Here are a few antiquated terms that are rarely included in the medical policy and health care reform articles I peruse.
  • Compassion
  • Healing
  • Empathy
  • Caring
The new medical rhetoric is so sanitized, or should I say antiseptic, that it threatens to anesthetize the profession.  Want proof?  Look at how medical apparatchiks describe me.  I’m no longer a doctor or a physician.  I’m now a health care provider.   I’m not hung up on the doctor title.  I never introduce myself as ‘Dr.’, even to my patients.  But, to regard me as a health care provider attempts to redefine who I am and what I try to do.  It aims to circumvent the core of what doctoring should be – humanity.    While health care reformers can redact the term humanity, they can’t extract true humanity that must be the essence of the profession.  If we accept that we are health care providers, then we're not doctors anymore.  When the government health care reformers and its minions are speaking in tongues, let's demand a translator.    

Sunday, August 18, 2013

Does Your Doctor Know Advanced Cardiac Life Support (ACLS)?


Folks must think than all doctors know all things medical.  I know this is true by the questions that I have been asked over the years.  While my expertise spans hemorrhoids to heartburn, I am routinely queried on medical issues well beyond the specialty of gastroenterology.  When I can’t answer questions about a new medicine for hypertension or if an MRI of the shoulder makes sense, folks look at me quizzically as if I must not be a real doctor.

Today, more than ever, physicians are highly specialized with a very narrow medical niche.  There are ophthalmologists, for example, who only treat retinal disease.   Perhaps, there are even retinal specialists for the left eye only.   It wouldn’t surprise me. 

My partners and I perform routine gastroenterology procedures in an ambulatory surgery center.   Patient safety is our priority and our staff and us are dedicated to this mission.  All of us are required to be certified in Advanced Cardiac Life Support in the unlikely event that a medical urgency develops.  We re-certify every two years, and recently did so.

Defibrillation

Ordinary readers will view this requirement as sensible.  Physicians who perform procedures should be conversant with advanced life support measures including defibrillation and cardiopulmonary emergencies.   At our recent re certification, an experienced paramedic spent 4 hours in our office transferring ACLS knowledge to us and pointing out all of the new doctrine that had developed in the past two years.  In other words, the stuff from two years ago that we had long forgotten was no longer operative.  At the conclusion of the session, we all passed the re-certification examination.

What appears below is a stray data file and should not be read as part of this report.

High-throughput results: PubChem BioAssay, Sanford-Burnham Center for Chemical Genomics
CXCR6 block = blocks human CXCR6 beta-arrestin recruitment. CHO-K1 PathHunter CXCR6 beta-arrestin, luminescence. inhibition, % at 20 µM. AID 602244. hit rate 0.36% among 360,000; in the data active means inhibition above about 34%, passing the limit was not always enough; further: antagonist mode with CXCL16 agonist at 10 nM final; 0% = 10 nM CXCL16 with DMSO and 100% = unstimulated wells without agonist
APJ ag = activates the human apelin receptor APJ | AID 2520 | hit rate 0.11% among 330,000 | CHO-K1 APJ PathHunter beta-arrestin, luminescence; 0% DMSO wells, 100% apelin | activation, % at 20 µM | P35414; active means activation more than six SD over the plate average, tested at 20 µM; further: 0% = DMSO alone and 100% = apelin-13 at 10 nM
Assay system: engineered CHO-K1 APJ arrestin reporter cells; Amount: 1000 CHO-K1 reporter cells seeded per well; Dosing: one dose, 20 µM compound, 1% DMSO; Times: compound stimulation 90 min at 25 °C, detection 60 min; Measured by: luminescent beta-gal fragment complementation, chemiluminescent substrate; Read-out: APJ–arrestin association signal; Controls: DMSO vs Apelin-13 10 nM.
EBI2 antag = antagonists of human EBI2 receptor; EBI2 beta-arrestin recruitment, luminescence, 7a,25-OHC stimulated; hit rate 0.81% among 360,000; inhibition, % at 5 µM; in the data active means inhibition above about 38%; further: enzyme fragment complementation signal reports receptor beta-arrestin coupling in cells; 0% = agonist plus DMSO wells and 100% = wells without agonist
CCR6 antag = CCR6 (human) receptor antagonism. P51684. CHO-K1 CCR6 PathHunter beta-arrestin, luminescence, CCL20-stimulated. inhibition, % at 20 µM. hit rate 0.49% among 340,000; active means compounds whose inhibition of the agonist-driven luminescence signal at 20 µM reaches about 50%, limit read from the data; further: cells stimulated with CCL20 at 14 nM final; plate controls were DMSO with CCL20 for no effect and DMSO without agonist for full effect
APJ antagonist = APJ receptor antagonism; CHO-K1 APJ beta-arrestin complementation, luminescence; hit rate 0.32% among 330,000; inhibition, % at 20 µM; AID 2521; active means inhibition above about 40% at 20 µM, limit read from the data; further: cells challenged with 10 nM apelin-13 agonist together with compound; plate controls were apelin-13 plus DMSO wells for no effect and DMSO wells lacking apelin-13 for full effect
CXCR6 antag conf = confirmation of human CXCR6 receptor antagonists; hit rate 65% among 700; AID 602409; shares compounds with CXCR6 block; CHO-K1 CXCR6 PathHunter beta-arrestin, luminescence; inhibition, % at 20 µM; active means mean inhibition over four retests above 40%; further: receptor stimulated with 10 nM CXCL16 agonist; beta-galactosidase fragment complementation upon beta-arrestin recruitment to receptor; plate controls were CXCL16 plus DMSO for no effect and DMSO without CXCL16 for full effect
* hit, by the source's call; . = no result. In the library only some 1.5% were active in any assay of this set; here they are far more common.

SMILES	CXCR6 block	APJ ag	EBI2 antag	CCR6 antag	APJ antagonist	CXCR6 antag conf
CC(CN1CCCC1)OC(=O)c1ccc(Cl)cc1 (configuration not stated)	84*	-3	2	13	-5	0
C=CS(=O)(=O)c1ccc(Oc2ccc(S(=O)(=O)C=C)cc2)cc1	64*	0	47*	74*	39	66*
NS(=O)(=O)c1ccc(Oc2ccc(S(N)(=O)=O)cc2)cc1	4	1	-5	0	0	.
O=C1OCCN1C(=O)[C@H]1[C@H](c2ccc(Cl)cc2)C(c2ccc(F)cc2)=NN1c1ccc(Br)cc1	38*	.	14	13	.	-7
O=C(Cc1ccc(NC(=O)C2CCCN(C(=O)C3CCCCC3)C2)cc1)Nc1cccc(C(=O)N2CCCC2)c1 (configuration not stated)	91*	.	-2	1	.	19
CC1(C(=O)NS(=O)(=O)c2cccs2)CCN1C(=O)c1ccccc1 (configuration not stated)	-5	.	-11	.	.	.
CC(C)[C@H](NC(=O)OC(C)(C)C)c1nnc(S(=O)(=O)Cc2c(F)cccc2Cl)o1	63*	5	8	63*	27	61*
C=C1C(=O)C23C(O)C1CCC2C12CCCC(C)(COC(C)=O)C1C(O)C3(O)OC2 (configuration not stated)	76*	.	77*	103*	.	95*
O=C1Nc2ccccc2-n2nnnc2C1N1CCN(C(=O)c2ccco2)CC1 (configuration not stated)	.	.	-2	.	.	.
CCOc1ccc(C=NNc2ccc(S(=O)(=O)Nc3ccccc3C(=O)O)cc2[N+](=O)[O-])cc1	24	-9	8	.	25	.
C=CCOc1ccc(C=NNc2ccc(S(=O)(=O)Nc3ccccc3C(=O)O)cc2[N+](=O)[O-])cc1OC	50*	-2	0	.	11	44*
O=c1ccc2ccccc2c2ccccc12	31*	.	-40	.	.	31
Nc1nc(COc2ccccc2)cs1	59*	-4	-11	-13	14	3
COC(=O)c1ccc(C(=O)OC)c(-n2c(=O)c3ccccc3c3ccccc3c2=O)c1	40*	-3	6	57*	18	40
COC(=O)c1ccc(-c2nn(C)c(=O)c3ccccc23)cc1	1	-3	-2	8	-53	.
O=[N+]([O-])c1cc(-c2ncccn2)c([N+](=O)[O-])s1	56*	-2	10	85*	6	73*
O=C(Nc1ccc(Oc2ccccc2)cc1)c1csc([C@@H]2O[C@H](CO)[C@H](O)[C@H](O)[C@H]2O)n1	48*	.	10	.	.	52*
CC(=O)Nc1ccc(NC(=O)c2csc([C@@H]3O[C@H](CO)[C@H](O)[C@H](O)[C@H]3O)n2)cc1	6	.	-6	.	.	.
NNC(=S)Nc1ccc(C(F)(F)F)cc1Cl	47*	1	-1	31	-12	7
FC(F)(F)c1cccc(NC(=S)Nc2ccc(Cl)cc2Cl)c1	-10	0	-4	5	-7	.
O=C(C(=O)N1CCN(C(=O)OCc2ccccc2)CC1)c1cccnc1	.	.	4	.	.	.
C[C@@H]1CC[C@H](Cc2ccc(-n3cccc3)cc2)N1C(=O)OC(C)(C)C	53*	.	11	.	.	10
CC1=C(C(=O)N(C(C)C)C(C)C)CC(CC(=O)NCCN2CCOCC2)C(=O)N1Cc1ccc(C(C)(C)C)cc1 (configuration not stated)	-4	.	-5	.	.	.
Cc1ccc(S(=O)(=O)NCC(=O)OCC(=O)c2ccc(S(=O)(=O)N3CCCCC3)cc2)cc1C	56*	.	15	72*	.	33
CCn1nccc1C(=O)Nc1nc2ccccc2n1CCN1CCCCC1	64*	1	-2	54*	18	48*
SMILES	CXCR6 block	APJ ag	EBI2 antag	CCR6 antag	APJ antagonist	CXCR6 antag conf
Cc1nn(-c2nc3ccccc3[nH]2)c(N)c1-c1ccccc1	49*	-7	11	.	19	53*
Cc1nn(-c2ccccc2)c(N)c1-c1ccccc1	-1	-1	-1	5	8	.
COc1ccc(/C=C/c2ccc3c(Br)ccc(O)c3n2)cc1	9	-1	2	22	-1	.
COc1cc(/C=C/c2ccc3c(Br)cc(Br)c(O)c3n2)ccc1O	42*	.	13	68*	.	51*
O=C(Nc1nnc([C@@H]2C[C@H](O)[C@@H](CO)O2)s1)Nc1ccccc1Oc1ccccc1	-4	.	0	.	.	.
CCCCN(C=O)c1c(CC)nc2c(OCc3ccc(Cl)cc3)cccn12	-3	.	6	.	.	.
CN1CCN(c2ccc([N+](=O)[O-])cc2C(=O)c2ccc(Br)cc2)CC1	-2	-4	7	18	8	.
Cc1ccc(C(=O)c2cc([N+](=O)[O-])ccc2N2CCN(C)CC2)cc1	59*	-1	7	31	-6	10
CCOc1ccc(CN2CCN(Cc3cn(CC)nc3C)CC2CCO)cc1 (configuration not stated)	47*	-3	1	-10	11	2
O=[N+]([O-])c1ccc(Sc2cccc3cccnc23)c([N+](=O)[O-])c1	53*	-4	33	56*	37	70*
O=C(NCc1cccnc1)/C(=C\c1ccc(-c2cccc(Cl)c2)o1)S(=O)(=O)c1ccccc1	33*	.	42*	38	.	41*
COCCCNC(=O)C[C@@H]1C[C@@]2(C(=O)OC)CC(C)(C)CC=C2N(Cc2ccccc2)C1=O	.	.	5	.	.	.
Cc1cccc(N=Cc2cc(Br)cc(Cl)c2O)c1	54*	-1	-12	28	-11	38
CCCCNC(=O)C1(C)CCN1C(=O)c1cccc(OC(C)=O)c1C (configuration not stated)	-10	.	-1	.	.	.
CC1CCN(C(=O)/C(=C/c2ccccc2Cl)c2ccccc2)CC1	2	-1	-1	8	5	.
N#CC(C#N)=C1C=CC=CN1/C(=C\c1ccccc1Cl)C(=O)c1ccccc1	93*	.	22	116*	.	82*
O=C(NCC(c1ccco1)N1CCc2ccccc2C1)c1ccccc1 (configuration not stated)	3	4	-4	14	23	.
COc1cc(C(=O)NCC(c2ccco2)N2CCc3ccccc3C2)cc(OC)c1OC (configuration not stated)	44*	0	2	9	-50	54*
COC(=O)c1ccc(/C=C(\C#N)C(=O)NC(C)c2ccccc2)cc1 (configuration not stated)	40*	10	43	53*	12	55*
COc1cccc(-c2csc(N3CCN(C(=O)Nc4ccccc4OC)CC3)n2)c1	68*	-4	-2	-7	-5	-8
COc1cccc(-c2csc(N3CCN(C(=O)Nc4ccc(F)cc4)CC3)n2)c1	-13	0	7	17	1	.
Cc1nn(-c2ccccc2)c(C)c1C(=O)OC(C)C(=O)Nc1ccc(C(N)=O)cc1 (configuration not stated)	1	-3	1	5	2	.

Does this really make sense?  Physicians understand that clinical skill depends upon case volume.  Indeed, medical research has confirmed that physicians and institutions that perform surgeries and procedures more often do so with greater skill and fewer complications.   While volume is not the only consideration when choosing a surgeon, one who does the operation regularly has a clear edge.

How often do gastroenterologists like me practice ACLS?  Never.  The only time this is on my agenda is every two years when I must re certify.   In the interim, I don’t read about it, witness it or practice yet.  This is why ACLS should be performed by professionals who are in the ACLS arena regularly.  Should a physician who hasn’t been responsible for reading electrocardiograms (EKGs) for decades, be asked to interpret complex heart rhythm disturbances on the spot and then know immediately what the treatment should be?  This is absurd and we know it. 

ACLS is not just performing chest compressions and mouth-to-mouth resuscitation, skills that should be known by everyone. (Note that the latter feature of basic life support (BLS) has been revised by the American Heart Assocation. ).

ACLS is s complex specialty requiring  deep knowledge and regular exposure if its practitioners are to remain sharp.  Gastroenterologists need not apply.   Leave it to the professionals.